I played three Rest in Peace in my board and I’m starting to think that the full four might be necessary. Dredge is a bad matchup and it’s growing in popularity, but it is very beatable if you’re prepared. Rest is also very good elsewhere, which might justify the additional space.
I arrived at the tournament site about a half hour early to scout the field and finalize my deck. There really weren’t any test games going on for me to observe, but the advantage of being a dedicated grinder is that you recognize other grinders and learn the kinds of decks they play. As such I didn’t see any known Tron or Infect players in the field, which was a relief. Who I did see were a lot of Jeskai and Burn players, so Spell Queller got the start.
32 players showed up for the tournament, which meant five rounds and that the magic record was 3-1-1. Unfortunately, the venue was a relatively narrow west-facing building (in the middle of summer) that was also filled with a PC gaming bank and a Yu-Gi-Oh! tournament (which I did not know still existed) and the AC was broken. Yeah, it got really hot and muggy really quickly. It was far more comfortable to stand outside in the actual sun. I’m certain that the heat was responsible for a lot of poor play over the course of the day.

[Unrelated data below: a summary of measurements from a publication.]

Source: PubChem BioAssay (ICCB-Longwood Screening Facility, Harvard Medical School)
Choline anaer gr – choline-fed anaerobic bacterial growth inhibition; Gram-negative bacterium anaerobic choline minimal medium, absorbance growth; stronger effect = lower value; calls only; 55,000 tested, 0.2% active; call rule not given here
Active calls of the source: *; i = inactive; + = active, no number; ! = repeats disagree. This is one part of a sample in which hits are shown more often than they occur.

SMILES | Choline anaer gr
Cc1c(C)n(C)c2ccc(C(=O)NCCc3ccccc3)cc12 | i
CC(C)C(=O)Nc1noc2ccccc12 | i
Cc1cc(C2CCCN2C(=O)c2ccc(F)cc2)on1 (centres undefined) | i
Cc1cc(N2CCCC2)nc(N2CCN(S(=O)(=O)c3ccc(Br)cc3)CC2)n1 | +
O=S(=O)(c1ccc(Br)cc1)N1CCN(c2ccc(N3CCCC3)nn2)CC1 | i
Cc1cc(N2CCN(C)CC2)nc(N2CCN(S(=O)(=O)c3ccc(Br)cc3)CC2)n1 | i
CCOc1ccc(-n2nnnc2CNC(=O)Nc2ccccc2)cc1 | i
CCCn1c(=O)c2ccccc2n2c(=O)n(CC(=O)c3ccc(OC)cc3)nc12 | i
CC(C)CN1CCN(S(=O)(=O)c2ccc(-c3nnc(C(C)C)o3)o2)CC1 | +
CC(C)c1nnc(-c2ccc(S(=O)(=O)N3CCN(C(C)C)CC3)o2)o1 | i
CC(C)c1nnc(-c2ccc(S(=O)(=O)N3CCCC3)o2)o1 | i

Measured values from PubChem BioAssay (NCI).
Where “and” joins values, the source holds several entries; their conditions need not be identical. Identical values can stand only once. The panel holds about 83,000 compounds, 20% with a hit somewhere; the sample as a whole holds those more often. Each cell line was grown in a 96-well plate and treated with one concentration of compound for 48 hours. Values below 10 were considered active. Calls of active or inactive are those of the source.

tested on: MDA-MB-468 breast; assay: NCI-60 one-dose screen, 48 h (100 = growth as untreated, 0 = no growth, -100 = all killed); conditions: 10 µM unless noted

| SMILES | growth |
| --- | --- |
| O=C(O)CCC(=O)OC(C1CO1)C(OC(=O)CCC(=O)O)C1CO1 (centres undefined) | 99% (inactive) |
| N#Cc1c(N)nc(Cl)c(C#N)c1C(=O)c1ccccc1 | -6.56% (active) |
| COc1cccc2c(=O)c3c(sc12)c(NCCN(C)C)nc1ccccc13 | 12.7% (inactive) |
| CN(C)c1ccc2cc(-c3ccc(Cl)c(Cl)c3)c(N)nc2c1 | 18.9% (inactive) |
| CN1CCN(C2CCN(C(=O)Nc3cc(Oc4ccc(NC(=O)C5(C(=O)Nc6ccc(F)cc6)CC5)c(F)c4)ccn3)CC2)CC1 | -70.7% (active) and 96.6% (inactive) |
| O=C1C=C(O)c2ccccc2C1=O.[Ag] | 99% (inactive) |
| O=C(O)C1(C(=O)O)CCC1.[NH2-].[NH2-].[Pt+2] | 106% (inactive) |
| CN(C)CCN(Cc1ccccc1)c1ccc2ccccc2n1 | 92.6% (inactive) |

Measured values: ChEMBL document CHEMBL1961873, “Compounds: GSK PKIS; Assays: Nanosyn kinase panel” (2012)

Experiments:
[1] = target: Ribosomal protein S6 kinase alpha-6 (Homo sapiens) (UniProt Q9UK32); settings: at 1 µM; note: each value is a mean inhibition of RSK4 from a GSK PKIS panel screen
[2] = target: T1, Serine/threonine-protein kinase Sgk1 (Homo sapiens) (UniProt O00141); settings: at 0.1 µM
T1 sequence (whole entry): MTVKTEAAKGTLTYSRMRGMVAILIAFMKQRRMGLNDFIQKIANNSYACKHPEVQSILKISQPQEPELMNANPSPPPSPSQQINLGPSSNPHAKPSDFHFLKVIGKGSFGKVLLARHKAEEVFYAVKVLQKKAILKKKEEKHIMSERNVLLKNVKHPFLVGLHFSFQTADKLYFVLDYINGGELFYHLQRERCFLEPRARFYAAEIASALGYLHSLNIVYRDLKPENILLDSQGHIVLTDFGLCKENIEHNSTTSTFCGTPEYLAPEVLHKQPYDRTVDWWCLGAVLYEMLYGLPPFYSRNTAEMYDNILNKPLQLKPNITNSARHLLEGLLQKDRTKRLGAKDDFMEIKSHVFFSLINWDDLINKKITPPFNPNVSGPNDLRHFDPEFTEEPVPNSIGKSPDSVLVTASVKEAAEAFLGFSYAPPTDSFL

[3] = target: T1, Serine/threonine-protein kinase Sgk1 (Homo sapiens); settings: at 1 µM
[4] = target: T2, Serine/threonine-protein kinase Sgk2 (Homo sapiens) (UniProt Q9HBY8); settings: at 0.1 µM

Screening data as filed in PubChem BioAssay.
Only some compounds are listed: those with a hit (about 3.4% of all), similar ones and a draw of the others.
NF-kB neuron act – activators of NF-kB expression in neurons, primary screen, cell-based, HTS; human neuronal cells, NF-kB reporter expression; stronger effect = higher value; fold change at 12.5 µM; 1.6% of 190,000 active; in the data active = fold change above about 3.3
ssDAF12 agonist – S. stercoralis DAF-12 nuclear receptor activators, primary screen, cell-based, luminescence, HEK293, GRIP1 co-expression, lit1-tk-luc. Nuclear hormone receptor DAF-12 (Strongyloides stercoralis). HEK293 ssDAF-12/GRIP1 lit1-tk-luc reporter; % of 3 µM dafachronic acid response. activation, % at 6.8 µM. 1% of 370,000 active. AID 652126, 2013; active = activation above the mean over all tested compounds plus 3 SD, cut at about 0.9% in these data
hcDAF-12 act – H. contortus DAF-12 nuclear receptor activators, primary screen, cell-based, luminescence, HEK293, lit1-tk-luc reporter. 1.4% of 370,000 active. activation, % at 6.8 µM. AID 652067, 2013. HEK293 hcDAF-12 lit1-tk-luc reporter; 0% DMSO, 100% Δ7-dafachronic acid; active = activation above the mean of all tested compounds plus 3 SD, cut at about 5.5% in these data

Round 1 – Everett, Nahiri Jeskai (Win 2-1)
I start off at table one. Grr, bad sign. As I mentioned in my States report I don’t normally win when I start at a high table. This was going to be especially difficult as the store had set up table one to be a streaming feature match in the back of the place. Where there was no airflow. It quickly got stifling back there. And ultimately for naught as technical problems kept the streaming from ever actually going off. Oh well.
I know Everett as another grinder who usually plays slower decks, frequently oddball Gifts Ungiven decks. This could be a good sign since Merfolk is pretty strong against random combo-y decks and I have graveyard hate, but it could also be quite bad if he has something really weird and powerful.
I win the play and lead with Wanderwine Hub and Cursecatcher. Everett plays a Scalding Tarn and says go, which tells me nothing. I attack, then play Master of the Pearl Trident to play around removal. Everett just cracks his Tarn for a tapped Hallowed Fountain, then plays Sulfur Falls and says go. Jeskai, probably control. Hmm, oddly mainstream choice for what I’ve seen him play in the past.
I attack and Everett flashes in Snapcaster Mage to try and trade with my Master, but I Echoing Truth his Mage. My thinking is that he must be removal-light and I’d rather not trade off creatures if that’s the case. My read is correct, as he just plays a Path and then a pair of Nahiri to slow me down before Kira shuts off his removal. Everett concedes, I think prematurely, to me playing a pair of Silvergill Adepts while at eight life.
At most Jeskai plays Snapcaster and Vendilion Clique as creatures and graveyard hate is very good against them, so we take out Path and add in Rests.